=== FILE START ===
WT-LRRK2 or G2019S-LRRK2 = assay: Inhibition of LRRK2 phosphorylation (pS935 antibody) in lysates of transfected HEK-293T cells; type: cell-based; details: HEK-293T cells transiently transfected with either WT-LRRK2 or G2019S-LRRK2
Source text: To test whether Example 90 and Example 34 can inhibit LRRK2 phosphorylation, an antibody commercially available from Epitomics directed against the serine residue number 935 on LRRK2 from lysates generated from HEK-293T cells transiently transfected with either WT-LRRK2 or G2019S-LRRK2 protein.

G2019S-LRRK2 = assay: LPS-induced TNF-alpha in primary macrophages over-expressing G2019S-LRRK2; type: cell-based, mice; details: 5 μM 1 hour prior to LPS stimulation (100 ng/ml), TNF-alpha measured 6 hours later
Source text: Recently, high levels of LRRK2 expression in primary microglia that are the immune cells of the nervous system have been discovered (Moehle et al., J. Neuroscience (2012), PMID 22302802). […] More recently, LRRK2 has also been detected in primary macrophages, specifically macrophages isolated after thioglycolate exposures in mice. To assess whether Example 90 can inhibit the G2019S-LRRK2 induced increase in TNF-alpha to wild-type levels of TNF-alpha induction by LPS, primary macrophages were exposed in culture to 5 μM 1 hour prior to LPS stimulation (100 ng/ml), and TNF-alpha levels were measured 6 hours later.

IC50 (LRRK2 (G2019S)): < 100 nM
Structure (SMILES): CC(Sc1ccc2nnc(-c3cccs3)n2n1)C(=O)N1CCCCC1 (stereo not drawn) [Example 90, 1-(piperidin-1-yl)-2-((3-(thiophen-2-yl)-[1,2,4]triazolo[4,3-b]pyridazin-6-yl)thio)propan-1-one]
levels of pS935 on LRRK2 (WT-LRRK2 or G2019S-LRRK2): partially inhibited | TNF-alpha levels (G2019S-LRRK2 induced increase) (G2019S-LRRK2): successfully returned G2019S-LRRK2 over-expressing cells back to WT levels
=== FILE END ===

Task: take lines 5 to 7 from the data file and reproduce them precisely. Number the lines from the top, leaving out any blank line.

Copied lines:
IC50 (LRRK2 (G2019S)): < 100 nM
Structure (SMILES): CC(Sc1ccc2nnc(-c3cccs3)n2n1)C(=O)N1CCCCC1 (stereo not drawn) [Example 90, 1-(piperidin-1-yl)-2-((3-(thiophen-2-yl)-[1,2,4]triazolo[4,3-b]pyridazin-6-yl)thio)propan-1-one]
levels of pS935 on LRRK2 (WT-LRRK2 or G2019S-LRRK2): partially inhibited | TNF-alpha levels (G2019S-LRRK2 induced increase) (G2019S-LRRK2): successfully returned G2019S-LRRK2 over-expressing cells back to WT levels